Objection 2: It begs the question to suppose our future lives are infinite.

Response: No. If God exists, it is very likely that the future lives of all persons, or at the very least of all persons who do not deserve to be annihilated, will be infinite. The proposition that God exists is equivalent to the disjunction: (God exists and there is eternal life) or (God exists and there is no eternal life). If the argument from evil presupposes the absence of eternal life, it is only an argument against the second disjunct. But most of the probability that God exists lies with the first disjunct, given that P(eternal life|God exists) is high. Hence, the argument doesn't do much unless it addresses the first disjunct.

Two sources of discomfort with substitutionary views of atonement

On one family of theories of the atonement, the harsh treatment that justice called for in the light of our sins is imposed on Christ and thereby satisfies retributive justice. Pretty much everybody who thinks about this is at least a little bit uncomfortable with it—some uncomfortable to the point of moral outrage.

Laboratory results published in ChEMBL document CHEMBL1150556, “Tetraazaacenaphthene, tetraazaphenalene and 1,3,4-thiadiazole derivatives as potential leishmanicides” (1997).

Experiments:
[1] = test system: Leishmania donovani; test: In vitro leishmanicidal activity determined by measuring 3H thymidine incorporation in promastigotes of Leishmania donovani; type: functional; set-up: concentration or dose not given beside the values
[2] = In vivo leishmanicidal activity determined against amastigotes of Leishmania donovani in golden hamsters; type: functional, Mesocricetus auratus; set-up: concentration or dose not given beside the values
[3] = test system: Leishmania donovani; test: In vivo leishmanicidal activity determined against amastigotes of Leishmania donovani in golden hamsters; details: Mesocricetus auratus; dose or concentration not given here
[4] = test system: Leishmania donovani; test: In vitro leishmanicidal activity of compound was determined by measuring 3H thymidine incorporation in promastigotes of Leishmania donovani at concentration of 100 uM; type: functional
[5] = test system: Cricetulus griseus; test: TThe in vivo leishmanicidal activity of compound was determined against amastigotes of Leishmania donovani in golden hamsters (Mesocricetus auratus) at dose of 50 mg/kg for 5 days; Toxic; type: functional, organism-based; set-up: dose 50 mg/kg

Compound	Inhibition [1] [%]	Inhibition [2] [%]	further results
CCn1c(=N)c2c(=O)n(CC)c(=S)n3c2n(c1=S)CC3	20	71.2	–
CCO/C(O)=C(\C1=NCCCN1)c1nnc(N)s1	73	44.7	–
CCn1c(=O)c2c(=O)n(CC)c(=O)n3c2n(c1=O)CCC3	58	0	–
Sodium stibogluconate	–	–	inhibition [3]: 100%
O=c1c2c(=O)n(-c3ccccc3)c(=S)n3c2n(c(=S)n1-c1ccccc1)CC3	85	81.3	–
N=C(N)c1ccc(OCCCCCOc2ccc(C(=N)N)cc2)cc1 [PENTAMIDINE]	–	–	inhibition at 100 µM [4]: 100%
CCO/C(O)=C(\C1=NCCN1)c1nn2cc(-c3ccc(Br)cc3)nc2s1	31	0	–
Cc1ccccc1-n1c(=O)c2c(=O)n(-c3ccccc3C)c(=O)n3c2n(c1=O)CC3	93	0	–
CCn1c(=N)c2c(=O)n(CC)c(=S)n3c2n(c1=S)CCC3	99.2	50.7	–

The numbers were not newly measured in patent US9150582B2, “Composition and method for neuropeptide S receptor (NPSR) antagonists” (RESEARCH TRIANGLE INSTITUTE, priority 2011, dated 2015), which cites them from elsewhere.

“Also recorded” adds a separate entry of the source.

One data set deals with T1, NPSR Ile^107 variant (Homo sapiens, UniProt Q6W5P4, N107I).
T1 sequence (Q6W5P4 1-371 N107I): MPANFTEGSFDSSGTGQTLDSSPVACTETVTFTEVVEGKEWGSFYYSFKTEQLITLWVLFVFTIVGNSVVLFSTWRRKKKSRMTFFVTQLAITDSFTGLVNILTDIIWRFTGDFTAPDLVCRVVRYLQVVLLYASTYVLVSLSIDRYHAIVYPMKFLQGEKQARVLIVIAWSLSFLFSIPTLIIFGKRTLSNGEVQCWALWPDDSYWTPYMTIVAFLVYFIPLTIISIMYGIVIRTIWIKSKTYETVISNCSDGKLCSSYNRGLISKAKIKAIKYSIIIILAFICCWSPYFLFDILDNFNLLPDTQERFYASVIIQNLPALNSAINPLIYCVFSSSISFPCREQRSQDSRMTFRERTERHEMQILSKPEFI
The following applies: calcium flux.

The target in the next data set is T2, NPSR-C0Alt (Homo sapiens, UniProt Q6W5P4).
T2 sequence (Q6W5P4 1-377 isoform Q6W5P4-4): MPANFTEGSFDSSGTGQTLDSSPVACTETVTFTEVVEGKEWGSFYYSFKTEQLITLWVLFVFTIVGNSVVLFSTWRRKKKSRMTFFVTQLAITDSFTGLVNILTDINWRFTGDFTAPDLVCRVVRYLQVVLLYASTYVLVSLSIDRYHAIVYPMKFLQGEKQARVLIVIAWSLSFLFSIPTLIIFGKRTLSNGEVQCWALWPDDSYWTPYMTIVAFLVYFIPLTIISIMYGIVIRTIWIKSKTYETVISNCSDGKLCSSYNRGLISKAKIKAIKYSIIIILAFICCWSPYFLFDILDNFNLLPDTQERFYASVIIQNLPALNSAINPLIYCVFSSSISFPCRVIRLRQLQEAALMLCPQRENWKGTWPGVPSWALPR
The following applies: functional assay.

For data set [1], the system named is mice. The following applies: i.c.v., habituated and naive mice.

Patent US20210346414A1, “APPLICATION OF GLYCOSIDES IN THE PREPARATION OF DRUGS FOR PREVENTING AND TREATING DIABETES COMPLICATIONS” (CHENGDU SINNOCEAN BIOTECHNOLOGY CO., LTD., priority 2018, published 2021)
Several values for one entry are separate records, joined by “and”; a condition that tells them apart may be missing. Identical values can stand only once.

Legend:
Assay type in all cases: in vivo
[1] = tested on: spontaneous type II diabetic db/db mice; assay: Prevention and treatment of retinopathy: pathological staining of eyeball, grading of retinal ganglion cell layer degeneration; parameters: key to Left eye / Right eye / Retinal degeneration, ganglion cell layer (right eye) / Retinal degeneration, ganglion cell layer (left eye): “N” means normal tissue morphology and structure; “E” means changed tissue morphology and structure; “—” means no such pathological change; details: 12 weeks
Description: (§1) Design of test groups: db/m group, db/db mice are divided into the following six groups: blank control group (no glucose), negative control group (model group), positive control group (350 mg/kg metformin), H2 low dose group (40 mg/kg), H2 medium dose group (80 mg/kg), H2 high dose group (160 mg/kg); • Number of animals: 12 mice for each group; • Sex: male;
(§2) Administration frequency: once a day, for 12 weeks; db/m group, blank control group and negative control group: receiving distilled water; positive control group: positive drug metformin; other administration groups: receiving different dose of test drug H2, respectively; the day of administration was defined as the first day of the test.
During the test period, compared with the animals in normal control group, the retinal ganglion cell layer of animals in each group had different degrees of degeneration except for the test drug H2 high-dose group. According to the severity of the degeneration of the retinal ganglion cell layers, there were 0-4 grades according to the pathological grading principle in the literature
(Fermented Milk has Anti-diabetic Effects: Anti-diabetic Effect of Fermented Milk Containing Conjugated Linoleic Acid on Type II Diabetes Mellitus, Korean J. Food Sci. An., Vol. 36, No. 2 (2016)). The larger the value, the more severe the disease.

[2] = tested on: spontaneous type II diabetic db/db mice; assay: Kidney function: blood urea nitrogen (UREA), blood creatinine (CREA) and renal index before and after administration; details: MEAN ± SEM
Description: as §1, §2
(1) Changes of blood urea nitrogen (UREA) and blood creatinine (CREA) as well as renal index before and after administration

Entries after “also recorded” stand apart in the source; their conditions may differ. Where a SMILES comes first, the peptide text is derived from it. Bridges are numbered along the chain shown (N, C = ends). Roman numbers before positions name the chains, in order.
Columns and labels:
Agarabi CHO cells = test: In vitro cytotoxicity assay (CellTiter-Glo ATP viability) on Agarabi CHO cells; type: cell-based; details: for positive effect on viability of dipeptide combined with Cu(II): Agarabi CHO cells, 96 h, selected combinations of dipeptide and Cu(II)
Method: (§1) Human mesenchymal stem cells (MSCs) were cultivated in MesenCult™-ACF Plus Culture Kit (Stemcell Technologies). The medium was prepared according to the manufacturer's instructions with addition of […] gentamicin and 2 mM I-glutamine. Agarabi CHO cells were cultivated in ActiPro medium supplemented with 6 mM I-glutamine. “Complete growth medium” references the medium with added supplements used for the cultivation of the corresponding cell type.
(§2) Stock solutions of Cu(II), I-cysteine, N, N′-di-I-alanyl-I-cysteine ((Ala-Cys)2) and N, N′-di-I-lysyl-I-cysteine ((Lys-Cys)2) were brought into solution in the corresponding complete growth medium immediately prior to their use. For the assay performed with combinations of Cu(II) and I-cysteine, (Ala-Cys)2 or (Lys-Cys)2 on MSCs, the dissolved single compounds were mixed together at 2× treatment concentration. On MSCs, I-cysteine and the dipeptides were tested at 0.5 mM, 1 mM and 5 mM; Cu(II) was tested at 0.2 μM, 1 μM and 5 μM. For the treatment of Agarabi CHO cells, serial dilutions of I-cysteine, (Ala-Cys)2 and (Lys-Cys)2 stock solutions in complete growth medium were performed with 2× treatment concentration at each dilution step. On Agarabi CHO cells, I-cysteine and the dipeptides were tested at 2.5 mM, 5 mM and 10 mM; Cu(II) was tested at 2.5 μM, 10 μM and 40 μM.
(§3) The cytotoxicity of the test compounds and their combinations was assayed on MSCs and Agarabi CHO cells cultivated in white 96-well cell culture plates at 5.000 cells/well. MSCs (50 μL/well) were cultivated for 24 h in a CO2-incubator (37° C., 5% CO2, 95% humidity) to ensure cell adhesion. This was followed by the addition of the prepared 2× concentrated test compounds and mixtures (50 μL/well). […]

It’s useful, I think, to make explicit two primary sources of discomfort:

  1. It seems unjust to Christ that he bear the pain that our sins deserve.

  2. It seems unjust that we are left unpunished.

And it’s also useful to note that these two sources of discomfort are largely independent of one another.

I think that those who are uncomfortable to the point of moral outrage are likely to focus on (1). But it is not hard to resolve (1) given orthodox Christology and Trinitarianism. The burden imposed on Christ is imposed by the will of the Father. But the will of the Father in orthodox theology is numerically identical with the will of the Son. Thus, the burden is imposed on Christ by his own divine will, which he then obeys in his own human will. It is thus technically a burden coming from Christ’s own will, and a burden coming from one’s own will for the sake of others does not threaten injustice.

While (2) is also a source of discomfort, I think it is less commonly a discomfort that rises to the level of moral outrage. Maybe some people do feel outrage at the idea that a mass murderer could be left unpunished if she repentantly accepted Christ into her life and were baptised. But I think it tends to be a moral fault if one feels much outrage at leniency shown to a repentant malefactor.

I also think (2) is the much harder problem. Note, for instance, that the considerations of consent that dissolve (1) seem to do little to help with (2). Imagine that I was a filthy rich CEO of a corporation that was knowingly dumping effluent that caused the deaths of dozens of people and I was justly sentenced to twenty years imprisonment. It would clearly be a failure of justice if I were permitted to find someone else and pay her a hundred million dollars to go to prison in place—even though there would no doubt be a number of people who would be very eager, of their own free will, to do that for the price.